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Artvoice Summer Guide 2013

Sun and Water

When I was a child, my family would often spend summer weekends with the Ericksons on Lake Chautauqua, not far from Bemus Point. Skip was an attorney, a friend to my father and grandfather, and an avid sportsman who hunted moose in Maine and fished for salmon in Alaska. His wife, Marilyn, was incredibly kind and decorated her house in an owl motif: soaps, candles, hand towels, paintings, statuettes. Many years later, after Skip died, she allowed to me that she never had cared for owls: Someone once gave her something with owls on it, and she displayed it prominently because that’s what one does to honor the giver of a gift. From then on she was pegged as owl-obsessive; whenever anyone visited the Ericksons, they brought something with an owl on it for Marilyn. She never had a choice.

Skip was nearly completely deaf and too proud to admit it, which made conversation in the living room and at the dinner table difficult. All of us were most at ease when he’d take us out in his boat, where the engine roar and the hissing, shimmering water stripped all of us of our ability and our need to hear anything else.

Skip and my older brothers would troll for muskie, which no one ever caught. My sister and I were just along for the ride. We did our fishing at the end of the Ericksons’ dock, using worms and bobbers. Perch and sunfish, mostly: We’d fill buckets with them, then, when it was time to go, we’d empty the bucket of too-small fish back into the lake. Only once did I catch a fish big enough to keep from that dock: a smallmouth bass, which Skip filleted for me in his garage and wrapped in white paper. (He was a good teacher: It was years before that skill was required of me again, and I remembered exactly how he’d told me to do it.) I held the fish in my lap the whole two-hour drive home. In the middle of the night, I snuck down to the refrigerator to look at it, then took the package of fish upstairs and slept with it under my pillow.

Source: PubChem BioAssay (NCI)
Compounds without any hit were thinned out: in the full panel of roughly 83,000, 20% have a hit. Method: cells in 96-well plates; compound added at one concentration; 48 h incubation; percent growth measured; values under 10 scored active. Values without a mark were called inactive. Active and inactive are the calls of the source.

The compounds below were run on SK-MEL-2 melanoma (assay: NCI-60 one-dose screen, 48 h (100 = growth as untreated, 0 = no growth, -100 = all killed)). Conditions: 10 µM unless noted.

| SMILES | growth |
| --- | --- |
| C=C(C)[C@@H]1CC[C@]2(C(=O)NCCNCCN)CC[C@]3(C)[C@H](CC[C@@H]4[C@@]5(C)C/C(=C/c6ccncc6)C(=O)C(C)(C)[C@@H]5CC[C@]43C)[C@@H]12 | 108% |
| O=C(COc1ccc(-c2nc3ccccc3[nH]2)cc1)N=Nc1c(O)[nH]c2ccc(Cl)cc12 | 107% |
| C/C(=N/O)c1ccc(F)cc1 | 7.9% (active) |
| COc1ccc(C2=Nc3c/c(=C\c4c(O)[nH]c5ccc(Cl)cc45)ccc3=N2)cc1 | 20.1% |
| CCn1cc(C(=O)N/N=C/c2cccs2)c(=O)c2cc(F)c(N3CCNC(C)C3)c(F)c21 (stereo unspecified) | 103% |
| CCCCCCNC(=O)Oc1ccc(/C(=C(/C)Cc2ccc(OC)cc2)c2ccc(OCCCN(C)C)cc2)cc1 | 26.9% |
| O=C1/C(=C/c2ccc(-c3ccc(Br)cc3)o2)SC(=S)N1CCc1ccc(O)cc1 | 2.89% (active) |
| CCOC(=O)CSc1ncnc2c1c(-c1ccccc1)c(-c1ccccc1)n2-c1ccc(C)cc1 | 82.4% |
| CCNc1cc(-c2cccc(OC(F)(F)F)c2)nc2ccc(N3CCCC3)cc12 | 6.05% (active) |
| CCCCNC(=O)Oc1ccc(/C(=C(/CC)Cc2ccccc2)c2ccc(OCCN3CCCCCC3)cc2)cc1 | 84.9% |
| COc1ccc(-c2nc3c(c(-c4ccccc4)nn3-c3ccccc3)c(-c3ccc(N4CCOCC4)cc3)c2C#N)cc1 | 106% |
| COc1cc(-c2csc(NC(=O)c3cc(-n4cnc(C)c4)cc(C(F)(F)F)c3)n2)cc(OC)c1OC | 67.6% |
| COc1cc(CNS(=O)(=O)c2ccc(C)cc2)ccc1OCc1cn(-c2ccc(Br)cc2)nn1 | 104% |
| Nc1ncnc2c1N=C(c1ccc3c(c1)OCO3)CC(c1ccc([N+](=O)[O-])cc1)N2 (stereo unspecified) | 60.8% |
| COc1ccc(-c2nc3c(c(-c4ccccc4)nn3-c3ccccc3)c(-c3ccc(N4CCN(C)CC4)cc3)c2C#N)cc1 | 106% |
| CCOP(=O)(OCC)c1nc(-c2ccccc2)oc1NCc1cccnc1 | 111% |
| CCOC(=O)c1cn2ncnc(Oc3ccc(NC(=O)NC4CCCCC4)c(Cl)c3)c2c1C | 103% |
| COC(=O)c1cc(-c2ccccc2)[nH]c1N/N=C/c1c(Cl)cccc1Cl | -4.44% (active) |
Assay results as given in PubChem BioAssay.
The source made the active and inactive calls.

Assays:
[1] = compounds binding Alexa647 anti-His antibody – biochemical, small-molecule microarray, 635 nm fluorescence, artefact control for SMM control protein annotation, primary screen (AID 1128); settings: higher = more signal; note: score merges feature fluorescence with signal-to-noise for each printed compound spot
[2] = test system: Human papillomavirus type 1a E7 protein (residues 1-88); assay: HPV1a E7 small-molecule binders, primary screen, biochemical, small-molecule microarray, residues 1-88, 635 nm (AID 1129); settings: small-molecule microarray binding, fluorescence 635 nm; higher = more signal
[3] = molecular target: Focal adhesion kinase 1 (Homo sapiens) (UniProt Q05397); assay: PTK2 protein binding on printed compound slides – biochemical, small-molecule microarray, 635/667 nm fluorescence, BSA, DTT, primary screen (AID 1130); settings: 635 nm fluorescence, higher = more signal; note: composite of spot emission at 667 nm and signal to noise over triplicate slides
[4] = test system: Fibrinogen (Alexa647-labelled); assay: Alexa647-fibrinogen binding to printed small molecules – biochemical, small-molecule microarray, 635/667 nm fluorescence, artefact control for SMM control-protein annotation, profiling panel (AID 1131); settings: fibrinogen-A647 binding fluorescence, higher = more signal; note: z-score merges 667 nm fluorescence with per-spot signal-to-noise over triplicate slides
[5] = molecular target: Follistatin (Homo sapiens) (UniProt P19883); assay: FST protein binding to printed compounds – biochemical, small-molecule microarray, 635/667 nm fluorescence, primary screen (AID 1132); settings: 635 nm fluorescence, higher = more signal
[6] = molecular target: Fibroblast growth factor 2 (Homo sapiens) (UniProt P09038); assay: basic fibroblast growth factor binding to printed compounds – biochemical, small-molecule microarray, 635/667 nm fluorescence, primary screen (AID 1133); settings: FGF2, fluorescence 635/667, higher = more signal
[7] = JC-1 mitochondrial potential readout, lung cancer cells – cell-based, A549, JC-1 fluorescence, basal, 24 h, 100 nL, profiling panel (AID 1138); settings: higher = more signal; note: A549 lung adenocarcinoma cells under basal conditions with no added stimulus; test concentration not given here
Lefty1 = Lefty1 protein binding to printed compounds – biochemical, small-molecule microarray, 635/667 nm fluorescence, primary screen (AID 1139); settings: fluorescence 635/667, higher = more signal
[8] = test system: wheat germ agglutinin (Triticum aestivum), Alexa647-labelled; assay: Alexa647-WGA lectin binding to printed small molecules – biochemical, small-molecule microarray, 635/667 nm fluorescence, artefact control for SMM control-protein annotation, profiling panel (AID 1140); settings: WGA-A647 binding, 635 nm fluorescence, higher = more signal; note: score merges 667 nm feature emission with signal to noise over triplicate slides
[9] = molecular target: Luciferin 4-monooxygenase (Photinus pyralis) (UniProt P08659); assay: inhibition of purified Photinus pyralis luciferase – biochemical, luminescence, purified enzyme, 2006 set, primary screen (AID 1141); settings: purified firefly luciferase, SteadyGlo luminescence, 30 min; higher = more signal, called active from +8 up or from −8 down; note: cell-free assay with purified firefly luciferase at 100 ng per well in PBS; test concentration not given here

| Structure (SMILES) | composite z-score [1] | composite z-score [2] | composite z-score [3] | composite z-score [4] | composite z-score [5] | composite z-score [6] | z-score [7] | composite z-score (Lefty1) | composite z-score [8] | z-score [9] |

At the end of the dock, the water was generally quite clear. The sunlight broke over the top of the water then traveled through it to the seaweed, illuminating the dizzy life of the fish that congregated around the dock’s piers: darting back and forth, running to and away from one another, reflecting the light back toward the sun. I was just as happy to watch them as to catch them. Once, I was so mesmerized that I leaned as far as I thought I could over the edge, trying to see more, then leaned farther, and farther, and when I was teetering on the edge of too far, a fish struck my bait, and the surprise of it unbalanced me, and I fell in head-first.

I am not a reliable narrator of what happened next. I believe that I could swim at the time; I am relatively certain that I chose not to swim. In my recollection, the fish who had taken my bait was immense, a grey shadowy shape disappearing ahead of me, beyond where the sunlight could reach. I held tightly to my pole as it dragged me down through the silty water, scattering schools of lesser fish, the seaweed gathering around me. I could see the diffused light of the water’s surface, but I did not feel compelled to kick toward it. I did not consider that I might drown. Rather, I was fascinated that I had just become a part of the world I so avidly observed. I was struck by the silence, which must have been like Skip’s silence. Maybe I wanted to land the fish that had pulled me in, but I don’t think so. I’m not even sure there was a fish. I think I just liked it down there.

Meantime, above the water, Skip’s mother, who lived next door, had observed me falling into the lake. She ran through the yard, down the dock, and dived after me. (Again, my narration of this part is unreliable: I was underwater.) It was a Sunday, and she was dressed for church. I remember that after she pulled me from the bottom and laid me on the dock there was talk of her lacy cardigan, ruined, and how did she not trip on the dock wearing those shoes? I was scolded for not wearing a like preserver.

At family gatherings, my siblings taunt me with the story of the bass I loved so much that I slept with it. (Then compelled my mother to cook it for me the next day.) But rarely do they talk about the time I almost drowned, or the stories I told afterward of the remarkable things I that pretended to have seen while underwater. But I have not yet met a summer or a body of water that does not recall for me that event—the sudden and complete immersion, the slow sunlight, the silence, the object just beyond the reach of my vision—and stir in me the desire, again, to dive in.

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